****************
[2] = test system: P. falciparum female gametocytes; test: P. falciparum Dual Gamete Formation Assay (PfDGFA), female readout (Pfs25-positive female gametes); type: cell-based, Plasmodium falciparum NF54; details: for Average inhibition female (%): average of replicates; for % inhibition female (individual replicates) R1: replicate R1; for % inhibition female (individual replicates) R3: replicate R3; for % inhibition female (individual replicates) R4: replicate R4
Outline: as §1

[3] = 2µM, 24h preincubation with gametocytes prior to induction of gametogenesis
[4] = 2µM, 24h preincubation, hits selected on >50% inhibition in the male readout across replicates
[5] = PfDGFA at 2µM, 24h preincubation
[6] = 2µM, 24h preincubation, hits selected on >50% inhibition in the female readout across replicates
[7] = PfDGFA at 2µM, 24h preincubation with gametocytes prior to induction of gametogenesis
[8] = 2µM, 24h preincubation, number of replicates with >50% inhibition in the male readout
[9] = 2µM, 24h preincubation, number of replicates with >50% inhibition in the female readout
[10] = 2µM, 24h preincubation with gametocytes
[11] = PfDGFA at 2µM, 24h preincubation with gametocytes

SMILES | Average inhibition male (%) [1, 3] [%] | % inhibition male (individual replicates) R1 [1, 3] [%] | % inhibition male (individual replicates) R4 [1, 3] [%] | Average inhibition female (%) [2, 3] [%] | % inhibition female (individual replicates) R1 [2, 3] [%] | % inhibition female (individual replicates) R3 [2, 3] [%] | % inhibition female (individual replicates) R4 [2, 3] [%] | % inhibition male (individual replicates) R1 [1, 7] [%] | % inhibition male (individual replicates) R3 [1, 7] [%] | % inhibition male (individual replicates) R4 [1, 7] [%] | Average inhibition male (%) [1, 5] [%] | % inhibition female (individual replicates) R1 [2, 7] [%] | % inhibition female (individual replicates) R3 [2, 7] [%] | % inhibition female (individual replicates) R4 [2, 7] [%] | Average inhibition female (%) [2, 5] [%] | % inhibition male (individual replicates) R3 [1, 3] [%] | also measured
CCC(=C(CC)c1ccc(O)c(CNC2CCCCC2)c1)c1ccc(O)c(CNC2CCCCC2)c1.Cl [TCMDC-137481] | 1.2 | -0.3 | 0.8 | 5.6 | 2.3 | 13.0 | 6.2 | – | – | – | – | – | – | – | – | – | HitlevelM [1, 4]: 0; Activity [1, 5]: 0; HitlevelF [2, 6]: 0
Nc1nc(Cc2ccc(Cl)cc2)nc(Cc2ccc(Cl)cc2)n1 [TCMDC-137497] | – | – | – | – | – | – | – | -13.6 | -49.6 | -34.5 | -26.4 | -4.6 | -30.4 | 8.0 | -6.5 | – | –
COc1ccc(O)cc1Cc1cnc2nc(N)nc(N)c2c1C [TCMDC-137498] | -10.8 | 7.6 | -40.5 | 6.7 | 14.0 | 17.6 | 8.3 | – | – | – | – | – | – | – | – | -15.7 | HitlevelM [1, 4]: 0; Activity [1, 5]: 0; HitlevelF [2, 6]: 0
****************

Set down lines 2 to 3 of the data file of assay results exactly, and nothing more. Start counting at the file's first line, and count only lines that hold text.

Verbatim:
Outline: as §1

[3] = 2µM, 24h preincubation with gametocytes prior to induction of gametogenesis